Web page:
But it proved another false dawn. And while Down lost to Armagh the next day before losing to Wexford in the Qualifiers, the Red Hands reassembled and finished the summer with Sam again.

A difference of opinion with Carr meant Clarke didn’t feature at all in the 2009 season – though it is a break he feels that may have served him well in the long run.

“We had put a big shift in coming up to Christmas, the Leopardstown racing was on and Ross had called a training session for that morning. I went to Leopardstown every year so I text him to say I wouldn’t be at training and that I’d see him during the week.

“He text me back to say ‘if you’re not at training, don’t bother coming back’. I felt hurt by that and never went back. He never contacted me and I never contacted him.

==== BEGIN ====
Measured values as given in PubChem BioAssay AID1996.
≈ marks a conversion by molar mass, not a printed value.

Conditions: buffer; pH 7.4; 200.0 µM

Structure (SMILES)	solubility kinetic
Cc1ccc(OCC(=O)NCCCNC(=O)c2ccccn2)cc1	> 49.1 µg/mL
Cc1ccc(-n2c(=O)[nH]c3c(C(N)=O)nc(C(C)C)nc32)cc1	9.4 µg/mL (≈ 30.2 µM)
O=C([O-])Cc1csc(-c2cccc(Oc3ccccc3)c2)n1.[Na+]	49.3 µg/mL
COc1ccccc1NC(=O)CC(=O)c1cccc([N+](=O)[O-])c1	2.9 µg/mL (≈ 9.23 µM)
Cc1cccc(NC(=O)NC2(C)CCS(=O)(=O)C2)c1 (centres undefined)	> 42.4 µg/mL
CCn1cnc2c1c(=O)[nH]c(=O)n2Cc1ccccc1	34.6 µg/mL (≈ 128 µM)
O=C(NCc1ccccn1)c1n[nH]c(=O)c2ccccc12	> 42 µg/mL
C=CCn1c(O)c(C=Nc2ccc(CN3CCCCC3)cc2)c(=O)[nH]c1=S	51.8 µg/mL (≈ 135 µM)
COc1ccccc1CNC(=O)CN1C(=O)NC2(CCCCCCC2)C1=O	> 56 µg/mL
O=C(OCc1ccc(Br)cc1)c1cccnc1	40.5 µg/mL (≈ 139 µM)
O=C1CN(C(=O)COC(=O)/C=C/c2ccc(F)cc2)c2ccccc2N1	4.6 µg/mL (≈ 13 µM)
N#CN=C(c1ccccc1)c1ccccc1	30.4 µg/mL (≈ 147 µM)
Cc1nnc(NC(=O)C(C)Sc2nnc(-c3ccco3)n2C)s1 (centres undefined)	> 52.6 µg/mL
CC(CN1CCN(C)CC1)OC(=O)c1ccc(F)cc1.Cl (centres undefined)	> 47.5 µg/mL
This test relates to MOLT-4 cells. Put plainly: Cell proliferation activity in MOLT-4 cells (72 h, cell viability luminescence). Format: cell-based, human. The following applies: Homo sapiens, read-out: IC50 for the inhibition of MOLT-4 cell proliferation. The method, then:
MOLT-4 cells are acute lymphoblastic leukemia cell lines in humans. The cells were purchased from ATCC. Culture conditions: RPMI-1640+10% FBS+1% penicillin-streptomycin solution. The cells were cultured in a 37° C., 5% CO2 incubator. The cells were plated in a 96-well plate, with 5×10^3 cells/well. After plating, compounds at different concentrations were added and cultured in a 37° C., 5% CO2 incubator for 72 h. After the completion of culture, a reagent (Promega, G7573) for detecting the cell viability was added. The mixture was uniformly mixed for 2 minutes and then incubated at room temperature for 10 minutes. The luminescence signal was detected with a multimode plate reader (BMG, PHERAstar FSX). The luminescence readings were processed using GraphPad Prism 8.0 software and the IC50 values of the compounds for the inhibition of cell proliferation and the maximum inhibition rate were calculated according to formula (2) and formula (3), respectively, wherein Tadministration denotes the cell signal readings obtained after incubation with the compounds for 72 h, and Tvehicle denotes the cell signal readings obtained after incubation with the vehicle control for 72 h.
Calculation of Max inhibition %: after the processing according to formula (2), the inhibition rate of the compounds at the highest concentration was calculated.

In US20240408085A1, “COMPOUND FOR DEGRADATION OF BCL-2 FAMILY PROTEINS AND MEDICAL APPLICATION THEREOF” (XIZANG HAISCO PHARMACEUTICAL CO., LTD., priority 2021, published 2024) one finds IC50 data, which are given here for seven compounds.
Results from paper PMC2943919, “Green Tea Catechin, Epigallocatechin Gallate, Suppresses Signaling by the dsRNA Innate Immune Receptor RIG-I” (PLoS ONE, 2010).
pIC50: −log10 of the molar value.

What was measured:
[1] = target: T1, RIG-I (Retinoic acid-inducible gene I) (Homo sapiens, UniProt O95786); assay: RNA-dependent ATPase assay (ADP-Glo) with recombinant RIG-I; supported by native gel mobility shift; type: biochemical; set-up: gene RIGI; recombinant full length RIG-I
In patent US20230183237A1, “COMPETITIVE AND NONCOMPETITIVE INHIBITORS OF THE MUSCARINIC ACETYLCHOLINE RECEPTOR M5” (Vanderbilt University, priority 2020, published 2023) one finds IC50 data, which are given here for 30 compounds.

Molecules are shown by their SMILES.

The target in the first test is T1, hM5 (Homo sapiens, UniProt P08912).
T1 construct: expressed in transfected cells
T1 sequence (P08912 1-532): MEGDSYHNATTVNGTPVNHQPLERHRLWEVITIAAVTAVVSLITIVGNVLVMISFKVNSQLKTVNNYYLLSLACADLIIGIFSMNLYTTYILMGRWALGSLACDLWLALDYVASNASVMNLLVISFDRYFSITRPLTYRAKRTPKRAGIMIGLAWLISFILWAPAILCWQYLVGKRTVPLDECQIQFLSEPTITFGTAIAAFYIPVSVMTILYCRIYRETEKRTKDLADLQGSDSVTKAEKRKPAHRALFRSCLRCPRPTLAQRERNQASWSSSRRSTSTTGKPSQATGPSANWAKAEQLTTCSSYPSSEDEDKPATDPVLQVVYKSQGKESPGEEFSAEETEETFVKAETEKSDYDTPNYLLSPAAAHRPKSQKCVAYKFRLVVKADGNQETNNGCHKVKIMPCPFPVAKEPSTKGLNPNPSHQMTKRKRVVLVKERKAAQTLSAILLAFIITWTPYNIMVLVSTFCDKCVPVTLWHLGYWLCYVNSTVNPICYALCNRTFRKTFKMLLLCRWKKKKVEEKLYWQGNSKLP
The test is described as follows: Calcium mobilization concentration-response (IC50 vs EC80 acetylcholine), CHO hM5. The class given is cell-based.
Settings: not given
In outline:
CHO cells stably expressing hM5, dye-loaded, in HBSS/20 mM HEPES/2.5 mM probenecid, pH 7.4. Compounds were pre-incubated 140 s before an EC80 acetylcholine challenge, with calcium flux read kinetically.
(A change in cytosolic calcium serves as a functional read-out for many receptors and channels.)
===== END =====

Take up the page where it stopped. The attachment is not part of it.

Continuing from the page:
“It’s something I probably do regret it because Ross managed the Kingdom [An Riocht] in 2014/15 and me and him got on the best.

“I’ve a lot of time for Ross but, in hindsight, it was maybe a good thing because I did come back really hungry in 2010...”

And by then there was another Clarke on the block as the prodigal son returned from Oz to head up a red and black revolution.

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Marty Clarke returned to play for Down in 2010 and 2011 after making a huge impact for Collingwood in the AFL. Picture by Seamus Loughran

“We had a lovely big garden around the outside and then a field over the back where dad made nets for me and John. It was literally after school, out there kicking with John. He’s five years older so I was always having to compete just to hold my own against him”